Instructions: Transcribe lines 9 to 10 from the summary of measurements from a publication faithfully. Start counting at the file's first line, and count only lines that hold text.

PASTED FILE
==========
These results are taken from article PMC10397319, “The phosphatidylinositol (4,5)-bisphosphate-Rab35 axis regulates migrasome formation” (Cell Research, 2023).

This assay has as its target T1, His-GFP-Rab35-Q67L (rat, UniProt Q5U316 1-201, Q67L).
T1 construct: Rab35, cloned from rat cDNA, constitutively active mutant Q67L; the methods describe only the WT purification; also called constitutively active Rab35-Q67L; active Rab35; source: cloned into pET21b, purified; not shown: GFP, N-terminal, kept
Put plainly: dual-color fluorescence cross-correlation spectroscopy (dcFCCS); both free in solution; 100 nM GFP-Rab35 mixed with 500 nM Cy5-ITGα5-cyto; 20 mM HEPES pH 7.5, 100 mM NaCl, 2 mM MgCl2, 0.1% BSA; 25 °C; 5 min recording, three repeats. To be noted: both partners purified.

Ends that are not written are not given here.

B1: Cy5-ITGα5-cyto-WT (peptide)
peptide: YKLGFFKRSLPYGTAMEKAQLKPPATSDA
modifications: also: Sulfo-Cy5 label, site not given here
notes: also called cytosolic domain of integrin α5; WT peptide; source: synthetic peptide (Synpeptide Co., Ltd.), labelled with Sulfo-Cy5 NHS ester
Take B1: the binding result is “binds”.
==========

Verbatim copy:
notes: also called cytosolic domain of integrin α5; WT peptide; source: synthetic peptide (Synpeptide Co., Ltd.), labelled with Sulfo-Cy5 NHS ester
Take B1: the binding result is “binds”.